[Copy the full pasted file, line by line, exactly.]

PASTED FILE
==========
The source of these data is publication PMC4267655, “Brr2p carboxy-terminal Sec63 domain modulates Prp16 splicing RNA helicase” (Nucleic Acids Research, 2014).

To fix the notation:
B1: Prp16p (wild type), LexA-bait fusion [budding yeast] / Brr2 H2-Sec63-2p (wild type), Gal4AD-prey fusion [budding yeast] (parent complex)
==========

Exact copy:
The source of these data is publication PMC4267655, “Brr2p carboxy-terminal Sec63 domain modulates Prp16 splicing RNA helicase” (Nucleic Acids Research, 2014).

To fix the notation:
B1: Prp16p (wild type), LexA-bait fusion [budding yeast] / Brr2 H2-Sec63-2p (wild type), Gal4AD-prey fusion [budding yeast] (parent complex)